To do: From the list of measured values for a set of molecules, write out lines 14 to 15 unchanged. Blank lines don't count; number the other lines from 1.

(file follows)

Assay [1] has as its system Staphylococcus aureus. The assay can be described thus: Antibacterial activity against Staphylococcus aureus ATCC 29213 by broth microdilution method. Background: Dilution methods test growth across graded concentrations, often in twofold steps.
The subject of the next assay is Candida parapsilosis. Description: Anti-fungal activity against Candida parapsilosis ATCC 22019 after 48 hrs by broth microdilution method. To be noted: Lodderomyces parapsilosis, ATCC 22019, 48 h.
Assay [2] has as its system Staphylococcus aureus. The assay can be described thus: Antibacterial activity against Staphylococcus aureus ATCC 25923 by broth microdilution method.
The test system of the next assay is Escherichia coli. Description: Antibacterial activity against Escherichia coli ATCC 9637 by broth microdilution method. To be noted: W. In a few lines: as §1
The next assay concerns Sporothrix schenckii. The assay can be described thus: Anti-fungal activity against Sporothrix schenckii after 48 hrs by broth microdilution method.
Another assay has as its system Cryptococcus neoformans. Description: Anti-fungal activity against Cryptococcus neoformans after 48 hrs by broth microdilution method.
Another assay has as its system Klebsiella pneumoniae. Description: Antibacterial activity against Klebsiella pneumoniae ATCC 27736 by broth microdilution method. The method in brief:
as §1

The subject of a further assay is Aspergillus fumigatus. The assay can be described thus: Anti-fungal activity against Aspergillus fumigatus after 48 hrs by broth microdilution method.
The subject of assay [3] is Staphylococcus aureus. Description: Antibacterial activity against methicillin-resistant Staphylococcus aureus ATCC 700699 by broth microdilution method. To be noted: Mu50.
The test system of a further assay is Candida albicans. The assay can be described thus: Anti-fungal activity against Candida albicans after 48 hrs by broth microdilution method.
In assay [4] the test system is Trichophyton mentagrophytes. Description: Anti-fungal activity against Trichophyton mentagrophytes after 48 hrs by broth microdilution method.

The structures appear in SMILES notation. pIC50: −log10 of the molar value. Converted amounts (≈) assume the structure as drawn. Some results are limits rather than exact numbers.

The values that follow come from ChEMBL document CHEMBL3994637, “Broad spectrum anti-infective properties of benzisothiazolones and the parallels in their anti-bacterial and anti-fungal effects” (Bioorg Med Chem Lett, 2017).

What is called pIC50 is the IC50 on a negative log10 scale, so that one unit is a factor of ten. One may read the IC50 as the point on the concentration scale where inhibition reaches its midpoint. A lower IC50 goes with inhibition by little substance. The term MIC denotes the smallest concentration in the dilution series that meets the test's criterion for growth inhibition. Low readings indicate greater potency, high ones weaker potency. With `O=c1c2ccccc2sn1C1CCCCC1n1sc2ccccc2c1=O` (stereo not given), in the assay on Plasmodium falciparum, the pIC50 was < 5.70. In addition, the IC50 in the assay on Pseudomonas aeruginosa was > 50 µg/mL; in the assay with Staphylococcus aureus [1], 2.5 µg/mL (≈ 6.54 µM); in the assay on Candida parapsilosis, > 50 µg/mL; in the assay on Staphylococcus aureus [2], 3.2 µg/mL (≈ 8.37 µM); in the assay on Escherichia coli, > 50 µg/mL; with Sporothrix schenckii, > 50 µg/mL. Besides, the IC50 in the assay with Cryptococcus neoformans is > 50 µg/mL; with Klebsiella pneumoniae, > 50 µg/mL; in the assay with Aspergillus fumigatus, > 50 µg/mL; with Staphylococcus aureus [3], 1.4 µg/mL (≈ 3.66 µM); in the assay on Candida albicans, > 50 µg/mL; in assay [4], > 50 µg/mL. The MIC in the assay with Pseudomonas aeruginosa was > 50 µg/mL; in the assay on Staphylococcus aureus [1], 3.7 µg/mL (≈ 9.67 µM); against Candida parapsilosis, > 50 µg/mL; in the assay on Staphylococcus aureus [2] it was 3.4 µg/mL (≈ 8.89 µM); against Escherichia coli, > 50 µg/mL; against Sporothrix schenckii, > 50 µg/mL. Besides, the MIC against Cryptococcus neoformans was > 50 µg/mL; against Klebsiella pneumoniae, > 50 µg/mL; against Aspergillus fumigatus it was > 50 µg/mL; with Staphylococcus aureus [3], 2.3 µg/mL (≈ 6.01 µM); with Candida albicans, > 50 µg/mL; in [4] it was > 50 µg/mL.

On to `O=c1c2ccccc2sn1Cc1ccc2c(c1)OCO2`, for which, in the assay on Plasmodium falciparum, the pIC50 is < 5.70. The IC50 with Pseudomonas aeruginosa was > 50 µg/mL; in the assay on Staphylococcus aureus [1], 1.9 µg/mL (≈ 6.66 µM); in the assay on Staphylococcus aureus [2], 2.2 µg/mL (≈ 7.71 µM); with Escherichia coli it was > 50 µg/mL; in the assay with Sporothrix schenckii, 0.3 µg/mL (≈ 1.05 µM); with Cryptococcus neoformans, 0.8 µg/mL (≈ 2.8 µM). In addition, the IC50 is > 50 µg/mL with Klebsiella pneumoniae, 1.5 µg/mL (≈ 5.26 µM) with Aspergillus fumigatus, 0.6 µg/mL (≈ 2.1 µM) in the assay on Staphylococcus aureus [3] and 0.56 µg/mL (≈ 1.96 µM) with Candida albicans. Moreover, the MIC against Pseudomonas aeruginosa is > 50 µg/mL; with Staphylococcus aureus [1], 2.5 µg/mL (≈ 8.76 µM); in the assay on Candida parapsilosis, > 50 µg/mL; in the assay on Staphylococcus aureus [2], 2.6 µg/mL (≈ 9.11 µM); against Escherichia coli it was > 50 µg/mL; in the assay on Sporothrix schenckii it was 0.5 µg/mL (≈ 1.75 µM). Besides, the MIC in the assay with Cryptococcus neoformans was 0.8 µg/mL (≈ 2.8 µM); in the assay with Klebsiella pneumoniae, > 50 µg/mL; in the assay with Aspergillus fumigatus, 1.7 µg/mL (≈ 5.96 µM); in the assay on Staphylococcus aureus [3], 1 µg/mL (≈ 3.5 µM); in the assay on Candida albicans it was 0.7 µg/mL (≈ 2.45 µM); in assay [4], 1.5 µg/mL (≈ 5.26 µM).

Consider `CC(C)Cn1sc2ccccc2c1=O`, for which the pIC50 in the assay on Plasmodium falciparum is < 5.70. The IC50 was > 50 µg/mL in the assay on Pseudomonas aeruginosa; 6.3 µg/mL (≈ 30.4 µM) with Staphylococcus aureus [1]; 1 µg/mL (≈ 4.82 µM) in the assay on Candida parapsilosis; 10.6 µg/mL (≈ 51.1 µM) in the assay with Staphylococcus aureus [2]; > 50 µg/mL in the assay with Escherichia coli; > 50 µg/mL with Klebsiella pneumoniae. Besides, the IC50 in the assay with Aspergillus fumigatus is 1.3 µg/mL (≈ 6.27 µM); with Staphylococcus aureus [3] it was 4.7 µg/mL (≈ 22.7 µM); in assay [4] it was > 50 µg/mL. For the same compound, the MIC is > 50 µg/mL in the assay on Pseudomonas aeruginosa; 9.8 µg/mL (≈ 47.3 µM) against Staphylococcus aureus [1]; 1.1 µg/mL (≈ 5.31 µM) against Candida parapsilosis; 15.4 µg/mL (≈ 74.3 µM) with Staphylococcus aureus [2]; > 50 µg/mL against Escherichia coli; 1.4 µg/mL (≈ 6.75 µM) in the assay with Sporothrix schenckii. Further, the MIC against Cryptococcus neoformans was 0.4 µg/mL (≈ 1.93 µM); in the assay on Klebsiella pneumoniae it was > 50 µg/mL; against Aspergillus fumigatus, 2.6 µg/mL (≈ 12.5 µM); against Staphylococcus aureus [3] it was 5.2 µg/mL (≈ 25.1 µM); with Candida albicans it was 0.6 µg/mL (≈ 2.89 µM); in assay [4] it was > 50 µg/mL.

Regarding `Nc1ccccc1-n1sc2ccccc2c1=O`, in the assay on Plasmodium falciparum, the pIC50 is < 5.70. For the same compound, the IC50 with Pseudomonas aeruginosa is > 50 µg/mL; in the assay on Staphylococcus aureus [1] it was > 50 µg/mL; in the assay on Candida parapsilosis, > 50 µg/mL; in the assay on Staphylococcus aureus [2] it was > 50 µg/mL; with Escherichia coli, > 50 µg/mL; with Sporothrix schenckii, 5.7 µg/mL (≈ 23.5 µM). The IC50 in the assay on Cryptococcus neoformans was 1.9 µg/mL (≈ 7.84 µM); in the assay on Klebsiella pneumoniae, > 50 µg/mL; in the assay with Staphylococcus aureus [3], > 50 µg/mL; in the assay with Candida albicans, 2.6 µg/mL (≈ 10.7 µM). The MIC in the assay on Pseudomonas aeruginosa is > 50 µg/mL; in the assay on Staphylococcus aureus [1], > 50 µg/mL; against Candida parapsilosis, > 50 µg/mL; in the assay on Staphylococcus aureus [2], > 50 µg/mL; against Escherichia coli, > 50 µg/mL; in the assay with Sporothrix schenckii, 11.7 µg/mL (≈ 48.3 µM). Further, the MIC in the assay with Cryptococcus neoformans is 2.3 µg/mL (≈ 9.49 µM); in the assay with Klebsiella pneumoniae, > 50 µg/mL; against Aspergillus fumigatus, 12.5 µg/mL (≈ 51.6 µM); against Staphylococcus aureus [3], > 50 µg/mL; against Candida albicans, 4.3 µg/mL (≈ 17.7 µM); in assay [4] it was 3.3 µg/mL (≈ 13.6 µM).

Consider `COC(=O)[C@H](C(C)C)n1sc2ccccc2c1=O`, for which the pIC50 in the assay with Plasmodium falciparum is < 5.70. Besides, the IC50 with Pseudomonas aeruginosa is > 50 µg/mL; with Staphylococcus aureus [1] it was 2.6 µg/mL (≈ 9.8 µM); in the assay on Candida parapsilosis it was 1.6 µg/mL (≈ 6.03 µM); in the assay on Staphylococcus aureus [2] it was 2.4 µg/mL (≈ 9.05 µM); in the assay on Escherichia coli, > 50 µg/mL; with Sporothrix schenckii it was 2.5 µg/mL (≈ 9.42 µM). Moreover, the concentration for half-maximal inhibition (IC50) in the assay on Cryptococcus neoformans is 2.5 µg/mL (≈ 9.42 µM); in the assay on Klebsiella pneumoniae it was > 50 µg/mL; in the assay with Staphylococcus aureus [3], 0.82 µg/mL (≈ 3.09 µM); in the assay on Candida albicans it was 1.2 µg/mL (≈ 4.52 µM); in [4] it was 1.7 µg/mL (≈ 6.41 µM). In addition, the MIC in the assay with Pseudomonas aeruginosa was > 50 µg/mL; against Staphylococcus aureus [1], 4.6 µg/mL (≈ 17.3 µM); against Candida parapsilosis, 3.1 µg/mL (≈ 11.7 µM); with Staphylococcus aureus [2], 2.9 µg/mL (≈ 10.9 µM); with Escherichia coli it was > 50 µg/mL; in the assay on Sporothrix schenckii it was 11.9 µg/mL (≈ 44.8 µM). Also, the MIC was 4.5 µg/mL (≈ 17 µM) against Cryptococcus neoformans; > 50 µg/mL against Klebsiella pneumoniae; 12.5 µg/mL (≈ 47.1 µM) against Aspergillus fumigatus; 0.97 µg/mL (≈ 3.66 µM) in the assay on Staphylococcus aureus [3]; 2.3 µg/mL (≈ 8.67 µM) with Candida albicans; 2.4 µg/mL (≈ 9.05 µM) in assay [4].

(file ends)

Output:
The values that follow come from ChEMBL document CHEMBL3994637, “Broad spectrum anti-infective properties of benzisothiazolones and the parallels in their anti-bacterial and anti-fungal effects” (Bioorg Med Chem Lett, 2017).

What is called pIC50 is the IC50 on a negative log10 scale, so that one unit is a factor of ten. One may read the IC50 as the point on the concentration scale where inhibition reaches its midpoint. A lower IC50 goes with inhibition by little substance. The term MIC denotes the smallest concentration in the dilution series that meets the test's criterion for growth inhibition. Low readings indicate greater potency, high ones weaker potency. With `O=c1c2ccccc2sn1C1CCCCC1n1sc2ccccc2c1=O` (stereo not given), in the assay on Plasmodium falciparum, the pIC50 was < 5.70. In addition, the IC50 in the assay on Pseudomonas aeruginosa was > 50 µg/mL; in the assay with Staphylococcus aureus [1], 2.5 µg/mL (≈ 6.54 µM); in the assay on Candida parapsilosis, > 50 µg/mL; in the assay on Staphylococcus aureus [2], 3.2 µg/mL (≈ 8.37 µM); in the assay on Escherichia coli, > 50 µg/mL; with Sporothrix schenckii, > 50 µg/mL. Besides, the IC50 in the assay with Cryptococcus neoformans is > 50 µg/mL; with Klebsiella pneumoniae, > 50 µg/mL; in the assay with Aspergillus fumigatus, > 50 µg/mL; with Staphylococcus aureus [3], 1.4 µg/mL (≈ 3.66 µM); in the assay on Candida albicans, > 50 µg/mL; in assay [4], > 50 µg/mL. The MIC in the assay with Pseudomonas aeruginosa was > 50 µg/mL; in the assay on Staphylococcus aureus [1], 3.7 µg/mL (≈ 9.67 µM); against Candida parapsilosis, > 50 µg/mL; in the assay on Staphylococcus aureus [2] it was 3.4 µg/mL (≈ 8.89 µM); against Escherichia coli, > 50 µg/mL; against Sporothrix schenckii, > 50 µg/mL. Besides, the MIC against Cryptococcus neoformans was > 50 µg/mL; against Klebsiella pneumoniae, > 50 µg/mL; against Aspergillus fumigatus it was > 50 µg/mL; with Staphylococcus aureus [3], 2.3 µg/mL (≈ 6.01 µM); with Candida albicans, > 50 µg/mL; in [4] it was > 50 µg/mL.